In an attempt to respark the lull and reclaim bit of last year’s magic, Border Movement returned to Colombo with a colourful line-up that included the likes of Asvajit, Mars Madness and Kinesthetics 0800. When we reached Pettah at midnight, Sandunes had just started what felt like a live set. A more-than-graceful sight on the decks (an unassuming bollywood dame?), her music was a curious mix of brains and brawn. Then came Gaurav of BLOT!, who started things off with a thundering Ben-Klockish thump that raised hopes for a heady set. But the intensity waned with time, the music alternating between peak-time to drudgy material. Yet by the time Skinnerbox came on, the crowd had already been whipped into a frenzy. At a time when Ableton-noodling qualifies as playing “live”, it was rare for a subcontinental crowd to witness two men with a minimoog. Skinnerbox didn’t disappoint, building slowly into a jazzy n rollicking set which almost had a swinging, Balearic quality to it. The somewhat glossy sheen in their music resembles more Minilogue than Bookworms, but they clearly knew how to shape a set, riding the night for an impressive 2 hours. The following morning their facebook page simply read “THANK YOU COLOMBO FOR TOUCHING OUR SOUL.”
As for the giant visuals which shaped and dominated the atmosphere of the event, we felt they were a detracting part of the night, esp when the venue itself was a marvel on its own (Note: Although we appreciate the Torn Hawk school of thought, we still like his music better). Perhaps a visual dimension can work with certain artists who specialize in both fields, but to successfully mimic, reflect or heighten the intent of the music through visuals and offer something more in the process seems difficult, and could act to confound or confuse the experience than enhance. That said, opportunity offered here to budding Sri Lankan VJs to experiment with the format was commendable.
Let’s come back to our original point: techno idealism aside, there seem to be practical constraints at work here. Talking to couple of the idea-men behind the game-changing parties of the past, Sri Lanka seems to lack the demographics to attract crowds for low-key gigs that strictly champion music. That is, unless they are marketed as something more, or hustled hard through the right social media channels as a combination of good music, über-art and free spirits, or held in Unawatuna (a popular beach town) so that girls would attend (but with no techno played so that said girls would not disperse). Perhaps these men too are stuck with the chicken-and-egg: without the crowds, the music is a lost cause. So for now, the best that seem possible is to try strike that uneasy balance between authenticity and practicality — and Border Movement seem to have come the closest so far. Yet you cannot help but feel their major events are too far apart in the calendar to make a prolonged impact. These are hardly disparaging words (but rather, hopeful ones), as Tuned Mass recognizes the bona fide impact Goethe Institute and BM have so far had on the scene. Moreover, there have been answers, too.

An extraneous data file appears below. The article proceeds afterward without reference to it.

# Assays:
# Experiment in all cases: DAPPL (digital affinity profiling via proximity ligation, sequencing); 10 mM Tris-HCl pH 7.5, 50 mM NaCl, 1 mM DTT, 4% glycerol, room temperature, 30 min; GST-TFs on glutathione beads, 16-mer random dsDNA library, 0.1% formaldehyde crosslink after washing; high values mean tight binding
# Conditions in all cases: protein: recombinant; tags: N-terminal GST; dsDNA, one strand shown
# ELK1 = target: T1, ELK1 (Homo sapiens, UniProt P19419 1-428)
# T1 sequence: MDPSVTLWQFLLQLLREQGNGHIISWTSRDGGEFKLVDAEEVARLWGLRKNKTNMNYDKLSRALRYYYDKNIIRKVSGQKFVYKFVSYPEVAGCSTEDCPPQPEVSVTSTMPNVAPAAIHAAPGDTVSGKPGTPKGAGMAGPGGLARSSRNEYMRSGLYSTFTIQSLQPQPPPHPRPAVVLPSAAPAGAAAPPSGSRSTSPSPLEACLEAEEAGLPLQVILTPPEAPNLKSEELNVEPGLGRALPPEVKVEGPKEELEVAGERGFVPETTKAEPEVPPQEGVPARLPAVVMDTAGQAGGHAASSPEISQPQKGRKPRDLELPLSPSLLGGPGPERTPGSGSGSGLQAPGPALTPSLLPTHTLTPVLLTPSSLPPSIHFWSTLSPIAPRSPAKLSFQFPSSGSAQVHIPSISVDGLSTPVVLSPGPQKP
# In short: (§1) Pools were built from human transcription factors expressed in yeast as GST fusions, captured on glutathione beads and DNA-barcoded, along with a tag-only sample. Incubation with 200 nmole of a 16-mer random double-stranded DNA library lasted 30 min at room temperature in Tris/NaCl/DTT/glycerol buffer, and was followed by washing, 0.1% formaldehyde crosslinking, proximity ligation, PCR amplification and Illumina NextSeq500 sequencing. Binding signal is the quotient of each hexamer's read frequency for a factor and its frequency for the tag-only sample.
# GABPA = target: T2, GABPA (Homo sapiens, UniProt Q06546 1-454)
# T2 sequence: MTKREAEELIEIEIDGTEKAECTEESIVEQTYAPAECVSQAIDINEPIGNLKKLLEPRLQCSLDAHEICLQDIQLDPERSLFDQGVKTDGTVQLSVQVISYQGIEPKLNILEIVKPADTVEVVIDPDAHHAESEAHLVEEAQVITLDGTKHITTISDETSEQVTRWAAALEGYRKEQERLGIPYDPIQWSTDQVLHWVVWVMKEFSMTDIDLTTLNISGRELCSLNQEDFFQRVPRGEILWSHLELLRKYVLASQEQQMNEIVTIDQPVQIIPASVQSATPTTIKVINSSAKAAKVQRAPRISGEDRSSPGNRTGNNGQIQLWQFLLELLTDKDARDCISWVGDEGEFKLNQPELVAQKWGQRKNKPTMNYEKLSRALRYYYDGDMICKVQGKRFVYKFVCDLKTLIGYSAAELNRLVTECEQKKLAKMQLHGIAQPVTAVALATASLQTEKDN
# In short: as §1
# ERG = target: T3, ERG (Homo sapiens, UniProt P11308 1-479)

So in closing, here’s an attempt to reshape and revamp the original metaphor (into something ridiculous): Although no longer stuck inside the dreaded tech-house iceberg, Sri Lanka’s electronic music eco-system is still young, only seeping out through the cracks ever-so-slowly. Admittedly, it’s still a trek to the promise land, that evergreen otherside of the mountains where music reigns above all else.
But as the old saying goes, there are no cable cars to success. Time then, to get to werk.